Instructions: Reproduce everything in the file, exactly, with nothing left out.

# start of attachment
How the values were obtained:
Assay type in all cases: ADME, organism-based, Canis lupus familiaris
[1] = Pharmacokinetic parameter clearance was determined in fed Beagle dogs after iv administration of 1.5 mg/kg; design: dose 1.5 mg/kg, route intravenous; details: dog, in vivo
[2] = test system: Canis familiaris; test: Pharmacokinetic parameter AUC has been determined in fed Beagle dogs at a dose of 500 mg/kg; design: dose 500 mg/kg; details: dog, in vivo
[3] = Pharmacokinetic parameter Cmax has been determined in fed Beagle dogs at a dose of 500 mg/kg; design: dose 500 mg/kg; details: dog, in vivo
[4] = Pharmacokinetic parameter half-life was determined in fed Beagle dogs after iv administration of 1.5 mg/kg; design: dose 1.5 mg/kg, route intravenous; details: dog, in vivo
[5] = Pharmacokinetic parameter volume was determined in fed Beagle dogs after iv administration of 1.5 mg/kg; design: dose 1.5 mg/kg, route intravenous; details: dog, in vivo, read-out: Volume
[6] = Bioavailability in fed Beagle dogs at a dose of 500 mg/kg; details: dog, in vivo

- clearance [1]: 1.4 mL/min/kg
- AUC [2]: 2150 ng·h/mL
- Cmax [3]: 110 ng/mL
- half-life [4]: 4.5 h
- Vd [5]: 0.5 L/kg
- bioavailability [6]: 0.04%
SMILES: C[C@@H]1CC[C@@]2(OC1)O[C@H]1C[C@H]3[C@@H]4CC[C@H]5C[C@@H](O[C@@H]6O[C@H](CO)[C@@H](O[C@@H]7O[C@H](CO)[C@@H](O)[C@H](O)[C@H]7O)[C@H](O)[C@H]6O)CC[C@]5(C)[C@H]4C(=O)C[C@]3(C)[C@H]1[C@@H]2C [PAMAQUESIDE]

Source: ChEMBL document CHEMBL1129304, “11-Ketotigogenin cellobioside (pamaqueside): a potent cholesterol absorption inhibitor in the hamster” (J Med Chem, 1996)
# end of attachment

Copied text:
How the values were obtained:
Assay type in all cases: ADME, organism-based, Canis lupus familiaris
[1] = Pharmacokinetic parameter clearance was determined in fed Beagle dogs after iv administration of 1.5 mg/kg; design: dose 1.5 mg/kg, route intravenous; details: dog, in vivo
[2] = test system: Canis familiaris; test: Pharmacokinetic parameter AUC has been determined in fed Beagle dogs at a dose of 500 mg/kg; design: dose 500 mg/kg; details: dog, in vivo
[3] = Pharmacokinetic parameter Cmax has been determined in fed Beagle dogs at a dose of 500 mg/kg; design: dose 500 mg/kg; details: dog, in vivo
[4] = Pharmacokinetic parameter half-life was determined in fed Beagle dogs after iv administration of 1.5 mg/kg; design: dose 1.5 mg/kg, route intravenous; details: dog, in vivo
[5] = Pharmacokinetic parameter volume was determined in fed Beagle dogs after iv administration of 1.5 mg/kg; design: dose 1.5 mg/kg, route intravenous; details: dog, in vivo, read-out: Volume
[6] = Bioavailability in fed Beagle dogs at a dose of 500 mg/kg; details: dog, in vivo

- clearance [1]: 1.4 mL/min/kg
- AUC [2]: 2150 ng·h/mL
- Cmax [3]: 110 ng/mL
- half-life [4]: 4.5 h
- Vd [5]: 0.5 L/kg
- bioavailability [6]: 0.04%
SMILES: C[C@@H]1CC[C@@]2(OC1)O[C@H]1C[C@H]3[C@@H]4CC[C@H]5C[C@@H](O[C@@H]6O[C@H](CO)[C@@H](O[C@@H]7O[C@H](CO)[C@@H](O)[C@H](O)[C@H]7O)[C@H](O)[C@H]6O)CC[C@]5(C)[C@H]4C(=O)C[C@]3(C)[C@H]1[C@@H]2C [PAMAQUESIDE]

Source: ChEMBL document CHEMBL1129304, “11-Ketotigogenin cellobioside (pamaqueside): a potent cholesterol absorption inhibitor in the hamster” (J Med Chem, 1996)